Marking five years of implementing International Financial Reporting Standards (IFRS) since 2011, the Korea Accounting Standards Board (KASB), jointly with the Financial Supervisory Service (FSS), Korea Institute of Public Finance (KIPF), and Korean Institute of Certified Public Accountants (KICPA), conducted a comprehensive research project to look into whether the effects that the 'Roadmap toward IFRS adoption in Korea' initially suggested were sufficiently achieved, and if not, what the causes of insufficiency are and what relevant future improvement measures should be implemented.
Korea’s IFRS adoption is quite unique in two aspects. First, Korea adopted IFRS in a ‘Big Bang’-style simultaneous transition, instead of taking a phased-in or convergence approach. All public companies and major financial institutions in Korea were required to adopt IFRS in full at once. They were even required to apply IFRS to not only consolidated financial statements but also separate financial statements. Second, IFRS which is a principle-based accounting was adopted by Korea which is a Code law country, where rule-based accounting was prevalent. This meant that great changes were required in not only the practice but also the regulatory regime and many other related areas. Having such distinctive environment, I am certain that Korea’s experience of IFRS adoption would provide very helpful insights to the countries preparing for or planning IFRS adoption.
This study examines what has been achieved throughout the IFRS adoption process in Korea as well as what lessons Korea has learned over the last five years based on the findings of the five individual research studies constituting a comprehensive research project titled ‘IFRS adoption in Korea over the past five years: Results and Challenges’ and two other research studies the KASB conducted prior to the comprehensive research project. These seven research works which are the cornerstone of this paper are as follows:
1. Costs and Benefits of IFRS Adoption in Korea: Preparers’ Perspectives (Kim, Ko, and Park 2015)
2. IFRS Adoption and Capital Globalization in Korea (Han, Lee, Park, and Seo 2016)
3. The Economic Consequences of IFRS Adoption in Korea: Evidence from interview and survey (Paek and Jung 2016)
4. The Economic Consequences of IFRS Adoption in Korea: A literature review and empirical evidence (Song and Cheung 2016)
5. The Effect of IFRS Adoption on External Audit and Accounting Supervisory System in Korea (Jeon, Kim, and Cho 2016)
6. The Effect of IFRS Adoption on Accounting Information and Major Decision-Making Process in Public Sector (Moon 2016)
7. Review on IFRS Adoption Process and Implementation Issue (Yi and Kwon 2016)
The purpose of this study is to assess the results and challenges that Korea has experienced in the last five years of IFRS adoption process from a more systematic and multilateral point of view, and at the same time, to overcome the limitations of the prior research studies being fragmentary and short-term in their research scope. This study, nevertheless, would not be the ultimate research that completes the assessment of full effect of IFRS adoption. Rather, this study is more of an interim check to take the research to the next level by analyzing whether IFRS was successfully adopted and identifying areas for better implementation. As five years may be a relatively short period of time for properly evaluating the effects of IFRS adoption in full, further assessment of this kind should follow in the future.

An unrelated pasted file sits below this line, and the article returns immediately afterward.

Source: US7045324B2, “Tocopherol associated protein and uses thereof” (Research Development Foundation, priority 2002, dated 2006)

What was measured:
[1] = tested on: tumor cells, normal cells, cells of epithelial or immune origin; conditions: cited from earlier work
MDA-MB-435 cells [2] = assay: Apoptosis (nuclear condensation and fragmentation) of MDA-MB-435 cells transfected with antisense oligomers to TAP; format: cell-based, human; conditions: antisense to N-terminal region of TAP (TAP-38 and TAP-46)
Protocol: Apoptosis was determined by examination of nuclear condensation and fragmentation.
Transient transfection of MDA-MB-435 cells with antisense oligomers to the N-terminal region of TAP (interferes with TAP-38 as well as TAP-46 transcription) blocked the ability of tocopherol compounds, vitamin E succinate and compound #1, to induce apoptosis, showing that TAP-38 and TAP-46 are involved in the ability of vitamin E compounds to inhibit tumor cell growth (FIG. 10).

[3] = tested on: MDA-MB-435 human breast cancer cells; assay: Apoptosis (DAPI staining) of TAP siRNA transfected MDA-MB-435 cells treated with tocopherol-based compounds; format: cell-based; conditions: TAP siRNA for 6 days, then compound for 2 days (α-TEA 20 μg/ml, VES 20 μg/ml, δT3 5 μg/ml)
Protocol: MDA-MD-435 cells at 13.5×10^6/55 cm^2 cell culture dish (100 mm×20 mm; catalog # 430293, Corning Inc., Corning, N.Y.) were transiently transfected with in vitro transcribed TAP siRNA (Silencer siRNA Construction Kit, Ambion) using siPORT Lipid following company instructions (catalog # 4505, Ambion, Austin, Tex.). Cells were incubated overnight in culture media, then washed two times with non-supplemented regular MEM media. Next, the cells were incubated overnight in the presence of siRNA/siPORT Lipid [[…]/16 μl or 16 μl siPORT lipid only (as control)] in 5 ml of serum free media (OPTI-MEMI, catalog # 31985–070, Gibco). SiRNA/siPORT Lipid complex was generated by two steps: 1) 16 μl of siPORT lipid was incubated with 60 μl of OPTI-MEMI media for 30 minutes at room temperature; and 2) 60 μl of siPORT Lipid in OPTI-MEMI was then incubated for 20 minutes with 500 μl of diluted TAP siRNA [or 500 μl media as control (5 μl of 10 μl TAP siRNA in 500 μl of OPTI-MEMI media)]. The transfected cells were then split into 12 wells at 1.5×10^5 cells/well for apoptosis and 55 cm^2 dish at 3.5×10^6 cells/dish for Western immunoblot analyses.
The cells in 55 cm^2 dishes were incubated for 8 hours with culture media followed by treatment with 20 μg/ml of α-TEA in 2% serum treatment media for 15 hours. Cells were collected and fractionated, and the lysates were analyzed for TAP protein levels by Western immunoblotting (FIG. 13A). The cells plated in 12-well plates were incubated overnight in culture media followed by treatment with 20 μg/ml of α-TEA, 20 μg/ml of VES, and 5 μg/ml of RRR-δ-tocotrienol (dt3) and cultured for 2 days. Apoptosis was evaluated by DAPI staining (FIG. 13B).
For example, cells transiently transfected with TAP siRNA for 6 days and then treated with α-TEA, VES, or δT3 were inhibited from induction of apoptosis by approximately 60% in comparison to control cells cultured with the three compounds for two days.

I hope the stakeholders including preparers, users, auditors, regulators, standards-setter, and academics would set detailed goals based on this study and strive to achieve the goals so as to spread the positive effects and remedy and alleviate the negative effects identified in this study. Furthermore, I sincerely hope there would be follow-up research that would complement and overcome the limitations of this study.
I would like to extend my heartfelt thanks to all those who worked so hard for this extensive research for their ceaseless effort and passion in carrying out the study. First of all, I am thankful to the researchers and research participants of the individual studies mentioned above. Based on their research results, we were able to examine the perceptions of IFRS adoption from the viewpoint of various stakeholders including preparers, users, auditors, regulators, standards-setter, etc. Their work also enabled us to assess the changes in the qualitative properties of accounting information under IFRS by collating existing research works and complementing empirical analyses.
In particular, I would like to express my deepest gratitude to Professor Han Sang Yi, who authored this research paper, bringing the results of various individual researches together and drawing meaningful lessons, and Professor Catherine Heyjung Sonu, who helped improve this research paper even further for enhanced readability in English. My thanks also go to Professors Jongsoo Han, Youngsoon Cheon, Seok Woo Jeong, and Bong Hee Han for their thorough review of this paper. I am grateful to Professors In Man Song and Su Keun Kwak for sharing with me the immense responsibility of planning, executing and completing the research work and producing this research report. I would like to extend my gratitude to Mr. Huichun Park, Chief Accountant of FSS, and Mr. Yeonggyun Ahn, Vice President of KICPA, for their valuable consultation and advice on the research. Lastly, I deeply appreciate the efforts of the KASB’s Research and Education team staffs for facilitating cooperation among all those involved in this research.
Jee In Jang, Ph.D.
Chair and CEO
Korea Accounting Institute
Korea Accounting Standards Board